Hundreds of people gathered to give a rousing send off to the crusade launched by a group of North East mums protesting against the “privatisation” of the NHS.
One of the organisers, call centre worker Joanna Adams, 41, said she was “totally taken aback” at the turn out at their starting point, Jarrow Town Hall in South Tyneside.
“There must be seven or 800 people here,” she said. “It shows how many people care about the NHS. It’s really moving. It shows the majority of people are decent human beings, not the self serving and greedy people some would have you believe.”
Those taking part in the ‘People’s March for the NHS’ are to follow the historic Jarrow Crusade route of 1936 when over 200 men – and local MP Ellen Wilkinson – marched to the Houses of Parliament to protest about the lack of work.
The march this time is in response to government legislation they feel is leading to the privatisation of the NHS.
At the town hall send off speeches were given by politicians, union officials and Lizi Gray, the great granddaughter of one of the original marchers.
“It was a lovely symbolic gesture,” said Joanna.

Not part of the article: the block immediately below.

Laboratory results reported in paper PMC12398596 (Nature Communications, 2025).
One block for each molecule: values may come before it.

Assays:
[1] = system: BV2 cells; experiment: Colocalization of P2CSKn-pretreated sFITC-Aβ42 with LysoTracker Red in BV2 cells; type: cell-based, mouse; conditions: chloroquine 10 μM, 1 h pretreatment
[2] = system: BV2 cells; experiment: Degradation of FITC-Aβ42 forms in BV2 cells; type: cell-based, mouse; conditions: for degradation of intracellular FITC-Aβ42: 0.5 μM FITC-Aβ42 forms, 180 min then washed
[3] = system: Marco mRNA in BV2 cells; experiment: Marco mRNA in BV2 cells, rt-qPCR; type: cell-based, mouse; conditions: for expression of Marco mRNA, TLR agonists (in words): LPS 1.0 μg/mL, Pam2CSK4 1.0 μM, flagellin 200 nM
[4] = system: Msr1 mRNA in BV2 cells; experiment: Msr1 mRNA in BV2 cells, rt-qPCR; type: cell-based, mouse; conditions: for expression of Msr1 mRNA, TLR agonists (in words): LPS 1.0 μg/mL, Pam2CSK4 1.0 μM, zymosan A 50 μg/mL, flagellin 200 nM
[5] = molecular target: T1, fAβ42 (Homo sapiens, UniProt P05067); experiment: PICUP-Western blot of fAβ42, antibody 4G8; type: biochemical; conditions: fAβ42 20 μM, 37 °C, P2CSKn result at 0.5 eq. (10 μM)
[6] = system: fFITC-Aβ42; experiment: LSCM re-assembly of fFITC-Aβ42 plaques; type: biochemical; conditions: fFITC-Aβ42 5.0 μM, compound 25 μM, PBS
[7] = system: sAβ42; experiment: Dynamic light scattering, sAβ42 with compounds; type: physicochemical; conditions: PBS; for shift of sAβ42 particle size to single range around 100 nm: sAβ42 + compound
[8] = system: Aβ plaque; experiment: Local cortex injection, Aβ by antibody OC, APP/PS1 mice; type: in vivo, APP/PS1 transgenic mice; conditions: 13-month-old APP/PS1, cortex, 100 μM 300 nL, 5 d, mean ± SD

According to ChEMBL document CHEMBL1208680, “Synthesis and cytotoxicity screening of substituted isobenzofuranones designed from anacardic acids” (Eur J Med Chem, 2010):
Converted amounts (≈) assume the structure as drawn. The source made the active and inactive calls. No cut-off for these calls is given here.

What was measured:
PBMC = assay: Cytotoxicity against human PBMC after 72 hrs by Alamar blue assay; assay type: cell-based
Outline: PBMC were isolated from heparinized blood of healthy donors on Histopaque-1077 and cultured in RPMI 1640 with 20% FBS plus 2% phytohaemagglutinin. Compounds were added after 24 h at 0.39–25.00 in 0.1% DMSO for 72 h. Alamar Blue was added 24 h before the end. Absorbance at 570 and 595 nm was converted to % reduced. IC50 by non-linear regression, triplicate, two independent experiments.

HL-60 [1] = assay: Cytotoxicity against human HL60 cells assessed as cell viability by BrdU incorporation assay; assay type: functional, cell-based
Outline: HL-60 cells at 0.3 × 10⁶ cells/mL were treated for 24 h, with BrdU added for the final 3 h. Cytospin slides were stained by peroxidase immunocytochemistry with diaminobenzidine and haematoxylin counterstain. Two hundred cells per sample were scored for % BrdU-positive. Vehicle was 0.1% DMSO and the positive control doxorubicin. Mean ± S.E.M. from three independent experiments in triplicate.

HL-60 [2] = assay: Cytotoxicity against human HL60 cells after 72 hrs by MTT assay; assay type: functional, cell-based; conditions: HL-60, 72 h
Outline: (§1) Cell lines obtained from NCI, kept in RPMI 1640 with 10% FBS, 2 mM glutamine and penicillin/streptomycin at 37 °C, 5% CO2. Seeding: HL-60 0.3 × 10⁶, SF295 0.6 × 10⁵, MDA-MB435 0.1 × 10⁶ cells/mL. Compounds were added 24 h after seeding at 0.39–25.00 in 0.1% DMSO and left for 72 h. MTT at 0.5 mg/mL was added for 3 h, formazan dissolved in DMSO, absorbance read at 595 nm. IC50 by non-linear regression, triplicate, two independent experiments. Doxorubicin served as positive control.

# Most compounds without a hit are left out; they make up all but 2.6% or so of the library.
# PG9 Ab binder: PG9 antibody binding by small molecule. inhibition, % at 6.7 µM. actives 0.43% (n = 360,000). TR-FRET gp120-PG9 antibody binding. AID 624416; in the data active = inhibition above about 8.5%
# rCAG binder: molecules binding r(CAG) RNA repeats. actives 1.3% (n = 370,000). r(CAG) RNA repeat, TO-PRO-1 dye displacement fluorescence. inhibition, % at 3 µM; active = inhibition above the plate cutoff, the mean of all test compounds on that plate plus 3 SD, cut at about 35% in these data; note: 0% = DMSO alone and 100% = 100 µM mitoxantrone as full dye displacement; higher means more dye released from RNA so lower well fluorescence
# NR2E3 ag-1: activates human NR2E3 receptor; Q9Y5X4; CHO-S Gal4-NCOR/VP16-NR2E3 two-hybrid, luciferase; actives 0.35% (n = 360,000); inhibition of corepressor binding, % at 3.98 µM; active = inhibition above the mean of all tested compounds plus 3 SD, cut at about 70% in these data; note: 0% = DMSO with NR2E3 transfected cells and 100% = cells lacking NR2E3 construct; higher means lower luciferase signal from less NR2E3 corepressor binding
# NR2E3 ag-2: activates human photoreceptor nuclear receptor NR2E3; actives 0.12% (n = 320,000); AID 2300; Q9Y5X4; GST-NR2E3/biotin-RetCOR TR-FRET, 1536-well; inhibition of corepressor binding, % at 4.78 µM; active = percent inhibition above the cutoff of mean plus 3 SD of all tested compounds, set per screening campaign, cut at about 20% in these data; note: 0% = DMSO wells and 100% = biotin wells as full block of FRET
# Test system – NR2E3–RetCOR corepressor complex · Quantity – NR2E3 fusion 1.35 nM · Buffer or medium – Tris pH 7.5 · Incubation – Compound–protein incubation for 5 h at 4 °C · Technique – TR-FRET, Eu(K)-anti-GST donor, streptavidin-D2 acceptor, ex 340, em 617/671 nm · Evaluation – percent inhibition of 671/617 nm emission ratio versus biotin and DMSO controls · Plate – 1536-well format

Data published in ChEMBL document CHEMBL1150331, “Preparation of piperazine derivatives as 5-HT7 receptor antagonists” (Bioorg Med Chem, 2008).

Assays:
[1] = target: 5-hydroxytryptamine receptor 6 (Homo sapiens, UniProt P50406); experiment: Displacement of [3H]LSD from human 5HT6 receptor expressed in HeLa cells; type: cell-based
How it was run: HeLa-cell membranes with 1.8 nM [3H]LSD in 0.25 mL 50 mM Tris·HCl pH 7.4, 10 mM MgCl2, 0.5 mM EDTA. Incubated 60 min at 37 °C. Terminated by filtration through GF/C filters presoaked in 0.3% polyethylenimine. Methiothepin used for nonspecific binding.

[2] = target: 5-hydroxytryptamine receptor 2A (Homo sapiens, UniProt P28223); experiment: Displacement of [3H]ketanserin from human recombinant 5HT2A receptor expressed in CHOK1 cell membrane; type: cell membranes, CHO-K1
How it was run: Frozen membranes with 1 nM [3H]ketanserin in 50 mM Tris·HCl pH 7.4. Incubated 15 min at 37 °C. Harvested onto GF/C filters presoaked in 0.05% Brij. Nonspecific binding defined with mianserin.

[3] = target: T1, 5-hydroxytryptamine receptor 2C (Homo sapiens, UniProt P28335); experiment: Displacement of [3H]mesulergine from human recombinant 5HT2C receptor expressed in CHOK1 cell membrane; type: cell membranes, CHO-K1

Then, to the strains of the Proclaimers song ‘I’m Gonna Be (500miles) which the Scottish duo “gave” to the campaign and is now being used as their signature song, they set off.
The group will actually be walking 300 miles and are due to arrive at the Houses of Parliament on September 6, in time for Prime Minister’s Question time that day.
The idea stemmed from a group of 11 Darlington mums who wanted to highlight the damage caused by the Health and Social Care Act which has led to the increasing privatisation of the NHS
“The idea was floating around for a while – it seemed such a crazy idea – then in March we decided just to do it,” said Joanna.
As the marchers headed on their first leg to Chester-le-Street with many of those who originally come to give them a send off actually joining in, she added: “This is what British values are. We’re generous, we care about equality and justice, something that isn’t acknowledged. There is such a thing as society.
“They talk about choice, well this is our choice. We want the NHS. We want public services properly funded. We own it and they have no business trying to take it away from us.”
Source – Newcastle Evening Chronicle, 16 Aug 2014